For every decision we make, there is a possibility of some upside and downside risk. Take for example the decision to eat that yummy cake. Well, the downside risk is clogged arteries and heart attack perhaps. Or may be there is an increased chance of becoming diabetic. These are all long term risks right? So who cares. What about the upside? Well you get to enjoy the food and put your mind in a blissful state and you are in good mood perhaps for the rest of day at best. The upside is really short term. Now the question is whether I should have the cake or not. How do we go about it? One way is to consider the short term and long term consequences. But is so hard to visualize something that will happen far into the future. Why can’t I enjoy now? May be I won’t live that long to see the ill effects of my actions. That is one aspect of risk.
Another aspect of risk could be the probability of the event happening. Lets say, for me the risk of heart attack or diabetes is low because of my health and genetics. No one in my family had these problems although they have eaten similar amount of sugar. So then my probability of risk has come down quite significantly. Why should I give up on enjoying the sugary treat if the risk is low while the upside potential is high? This is one more way to think about risk of actions.
What about another aspect of risk, namely the consequence. However small the probability of some bad event happening due to my actions and no matter how long it will take, there is the consequence aspect. If the consequence of an action is death, then is the risk worth it? It is like playing the russian roulette. This also reminds me of the Pascal’s wager which helps us in deciding which way to go not just based on the probability of a risk but the consequences too.
Pascal argues that a rational person should live as though God exists and seek to believe in God. If God does not exist, such a person will have only a finite loss (some pleasures, luxury, etc.), whereas if God does exist, he stands to receive infinite gains (as represented by eternity in Heaven) and avoid infinite losses (an eternity in Hell).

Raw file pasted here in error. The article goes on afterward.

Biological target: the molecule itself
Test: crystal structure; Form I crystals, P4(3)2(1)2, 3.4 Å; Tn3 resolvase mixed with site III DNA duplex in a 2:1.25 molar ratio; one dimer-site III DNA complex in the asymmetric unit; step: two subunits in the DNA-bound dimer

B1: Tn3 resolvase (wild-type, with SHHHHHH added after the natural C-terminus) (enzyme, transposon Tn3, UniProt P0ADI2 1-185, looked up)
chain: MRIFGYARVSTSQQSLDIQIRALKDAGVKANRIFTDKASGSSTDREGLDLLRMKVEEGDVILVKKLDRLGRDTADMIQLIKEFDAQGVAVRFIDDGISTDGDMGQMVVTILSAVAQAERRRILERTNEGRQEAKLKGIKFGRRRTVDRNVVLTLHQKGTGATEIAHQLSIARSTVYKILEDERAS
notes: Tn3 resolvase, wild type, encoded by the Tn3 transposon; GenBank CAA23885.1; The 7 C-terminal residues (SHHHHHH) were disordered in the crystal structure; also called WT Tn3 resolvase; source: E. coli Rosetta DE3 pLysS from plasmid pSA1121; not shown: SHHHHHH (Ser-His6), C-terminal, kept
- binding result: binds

So basically these are the possibilities
|Sinful Pleasures||God exists||Outcome|
|Yes||Yes||Infinite loss (hell)|
|Yes||No||Finite gain (enjoyed without consequences)|
|No||Yes||Infinite gain (heaven)|
|No||No||Finite loss (could have enjoyed without consequences)|
If you look at the matrix, you can understand that the loss is limited if the god does not exist and you did not take advantage of it. But the loss is infinite if you indulge in sinful but pleasurable activities and god does exist. So Pascal proposes that you might live as if god exists. While I disagree with the postulate it has some usefulness to it. By the way, this does not change my belief in god in anyway and I am still an atheist, so yeah I am probably going to hell :). I rather not believe in god and try not indulge in sinful activity instead of believing, sinning and trying to erase the ill effects by worshiping god or by confessing or by other means. Sorry I diverge.
The reason I said it is useful is because now we have a way to choose whether to take an action not just based on probabilities but also on the consequences. This also applies to investing. Lets say you are presented with an investment opportunity with a very high probability of doubling your money but also an almost 0% chance of losing all your investment. What would you do. If you are investing for an important goal like children’s education or retirement, you should not take the risk because while the downside probability is very low, should it occur, it could wipe out your entire investment. So not just the probability, or long term vs short term but the consequence also matters.